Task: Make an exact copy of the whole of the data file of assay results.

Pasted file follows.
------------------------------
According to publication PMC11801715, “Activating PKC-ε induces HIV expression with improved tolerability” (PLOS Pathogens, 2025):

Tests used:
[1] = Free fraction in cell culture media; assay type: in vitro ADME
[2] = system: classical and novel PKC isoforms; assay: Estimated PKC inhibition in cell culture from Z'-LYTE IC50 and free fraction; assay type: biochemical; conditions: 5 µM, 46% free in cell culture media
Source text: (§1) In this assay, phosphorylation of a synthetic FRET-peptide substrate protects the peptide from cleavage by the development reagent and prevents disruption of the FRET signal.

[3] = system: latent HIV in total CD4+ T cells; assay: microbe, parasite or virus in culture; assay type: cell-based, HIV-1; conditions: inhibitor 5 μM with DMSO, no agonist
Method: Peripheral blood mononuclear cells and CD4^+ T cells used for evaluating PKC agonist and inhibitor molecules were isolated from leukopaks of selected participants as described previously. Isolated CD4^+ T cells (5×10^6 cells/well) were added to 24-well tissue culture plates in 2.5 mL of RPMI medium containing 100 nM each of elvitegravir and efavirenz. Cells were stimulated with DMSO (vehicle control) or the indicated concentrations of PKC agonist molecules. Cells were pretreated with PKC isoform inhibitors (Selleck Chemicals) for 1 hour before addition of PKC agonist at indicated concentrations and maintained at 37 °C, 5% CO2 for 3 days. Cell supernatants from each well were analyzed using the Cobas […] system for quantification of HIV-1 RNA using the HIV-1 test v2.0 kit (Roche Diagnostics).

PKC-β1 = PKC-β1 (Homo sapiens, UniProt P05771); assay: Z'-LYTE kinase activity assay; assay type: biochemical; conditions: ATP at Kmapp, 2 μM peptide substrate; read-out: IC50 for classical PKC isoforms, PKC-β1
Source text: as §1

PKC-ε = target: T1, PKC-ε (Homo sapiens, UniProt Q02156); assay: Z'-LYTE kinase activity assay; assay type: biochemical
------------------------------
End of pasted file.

According to publication PMC11801715, “Activating PKC-ε induces HIV expression with improved tolerability” (PLOS Pathogens, 2025):

Tests used:
[1] = Free fraction in cell culture media; assay type: in vitro ADME
[2] = system: classical and novel PKC isoforms; assay: Estimated PKC inhibition in cell culture from Z'-LYTE IC50 and free fraction; assay type: biochemical; conditions: 5 µM, 46% free in cell culture media
Source text: (§1) In this assay, phosphorylation of a synthetic FRET-peptide substrate protects the peptide from cleavage by the development reagent and prevents disruption of the FRET signal.

[3] = system: latent HIV in total CD4+ T cells; assay: microbe, parasite or virus in culture; assay type: cell-based, HIV-1; conditions: inhibitor 5 μM with DMSO, no agonist
Method: Peripheral blood mononuclear cells and CD4^+ T cells used for evaluating PKC agonist and inhibitor molecules were isolated from leukopaks of selected participants as described previously. Isolated CD4^+ T cells (5×10^6 cells/well) were added to 24-well tissue culture plates in 2.5 mL of RPMI medium containing 100 nM each of elvitegravir and efavirenz. Cells were stimulated with DMSO (vehicle control) or the indicated concentrations of PKC agonist molecules. Cells were pretreated with PKC isoform inhibitors (Selleck Chemicals) for 1 hour before addition of PKC agonist at indicated concentrations and maintained at 37 °C, 5% CO2 for 3 days. Cell supernatants from each well were analyzed using the Cobas […] system for quantification of HIV-1 RNA using the HIV-1 test v2.0 kit (Roche Diagnostics).

PKC-β1 = PKC-β1 (Homo sapiens, UniProt P05771); assay: Z'-LYTE kinase activity assay; assay type: biochemical; conditions: ATP at Kmapp, 2 μM peptide substrate; read-out: IC50 for classical PKC isoforms, PKC-β1
Source text: as §1

PKC-ε = target: T1, PKC-ε (Homo sapiens, UniProt Q02156); assay: Z'-LYTE kinase activity assay; assay type: biochemical